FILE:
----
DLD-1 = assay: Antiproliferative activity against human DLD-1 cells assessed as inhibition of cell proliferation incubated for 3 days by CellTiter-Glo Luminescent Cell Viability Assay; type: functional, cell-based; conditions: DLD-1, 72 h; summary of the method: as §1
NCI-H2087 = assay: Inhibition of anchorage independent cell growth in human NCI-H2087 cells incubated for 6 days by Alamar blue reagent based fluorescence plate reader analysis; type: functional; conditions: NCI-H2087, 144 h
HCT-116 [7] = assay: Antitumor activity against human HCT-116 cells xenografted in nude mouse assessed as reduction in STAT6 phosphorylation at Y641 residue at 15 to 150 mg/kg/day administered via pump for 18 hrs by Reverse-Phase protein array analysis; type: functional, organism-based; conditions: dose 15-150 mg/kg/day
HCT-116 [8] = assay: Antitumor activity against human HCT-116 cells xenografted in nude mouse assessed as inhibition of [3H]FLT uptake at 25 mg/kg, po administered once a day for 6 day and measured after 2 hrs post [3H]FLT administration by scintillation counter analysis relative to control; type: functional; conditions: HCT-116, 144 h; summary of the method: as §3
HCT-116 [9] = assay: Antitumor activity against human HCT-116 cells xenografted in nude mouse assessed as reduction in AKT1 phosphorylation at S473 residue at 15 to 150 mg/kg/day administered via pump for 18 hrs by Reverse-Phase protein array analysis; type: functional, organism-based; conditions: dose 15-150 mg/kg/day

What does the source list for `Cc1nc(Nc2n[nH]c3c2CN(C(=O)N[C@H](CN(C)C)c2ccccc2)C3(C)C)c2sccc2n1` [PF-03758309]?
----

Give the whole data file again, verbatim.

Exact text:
DLD-1 = assay: Antiproliferative activity against human DLD-1 cells assessed as inhibition of cell proliferation incubated for 3 days by CellTiter-Glo Luminescent Cell Viability Assay; type: functional, cell-based; conditions: DLD-1, 72 h; summary of the method: as §1
NCI-H2087 = assay: Inhibition of anchorage independent cell growth in human NCI-H2087 cells incubated for 6 days by Alamar blue reagent based fluorescence plate reader analysis; type: functional; conditions: NCI-H2087, 144 h
HCT-116 [7] = assay: Antitumor activity against human HCT-116 cells xenografted in nude mouse assessed as reduction in STAT6 phosphorylation at Y641 residue at 15 to 150 mg/kg/day administered via pump for 18 hrs by Reverse-Phase protein array analysis; type: functional, organism-based; conditions: dose 15-150 mg/kg/day
HCT-116 [8] = assay: Antitumor activity against human HCT-116 cells xenografted in nude mouse assessed as inhibition of [3H]FLT uptake at 25 mg/kg, po administered once a day for 6 day and measured after 2 hrs post [3H]FLT administration by scintillation counter analysis relative to control; type: functional; conditions: HCT-116, 144 h; summary of the method: as §3
HCT-116 [9] = assay: Antitumor activity against human HCT-116 cells xenografted in nude mouse assessed as reduction in AKT1 phosphorylation at S473 residue at 15 to 150 mg/kg/day administered via pump for 18 hrs by Reverse-Phase protein array analysis; type: functional, organism-based; conditions: dose 15-150 mg/kg/day

What does the source list for `Cc1nc(Nc2n[nH]c3c2CN(C(=O)N[C@H](CN(C)C)c2ccccc2)C3(C)C)c2sccc2n1` [PF-03758309]?